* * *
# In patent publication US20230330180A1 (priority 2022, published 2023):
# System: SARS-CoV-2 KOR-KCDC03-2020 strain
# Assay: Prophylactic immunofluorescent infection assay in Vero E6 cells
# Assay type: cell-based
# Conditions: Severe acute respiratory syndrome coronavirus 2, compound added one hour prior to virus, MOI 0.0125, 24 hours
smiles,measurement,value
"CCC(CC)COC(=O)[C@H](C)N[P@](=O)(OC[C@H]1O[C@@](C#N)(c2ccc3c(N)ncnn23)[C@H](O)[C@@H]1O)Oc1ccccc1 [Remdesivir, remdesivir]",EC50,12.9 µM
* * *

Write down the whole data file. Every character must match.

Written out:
# In patent publication US20230330180A1 (priority 2022, published 2023):
# System: SARS-CoV-2 KOR-KCDC03-2020 strain
# Assay: Prophylactic immunofluorescent infection assay in Vero E6 cells
# Assay type: cell-based
# Conditions: Severe acute respiratory syndrome coronavirus 2, compound added one hour prior to virus, MOI 0.0125, 24 hours
smiles,measurement,value
"CCC(CC)COC(=O)[C@H](C)N[P@](=O)(OC[C@H]1O[C@@](C#N)(c2ccc3c(N)ncnn23)[C@H](O)[C@@H]1O)Oc1ccccc1 [Remdesivir, remdesivir]",EC50,12.9 µM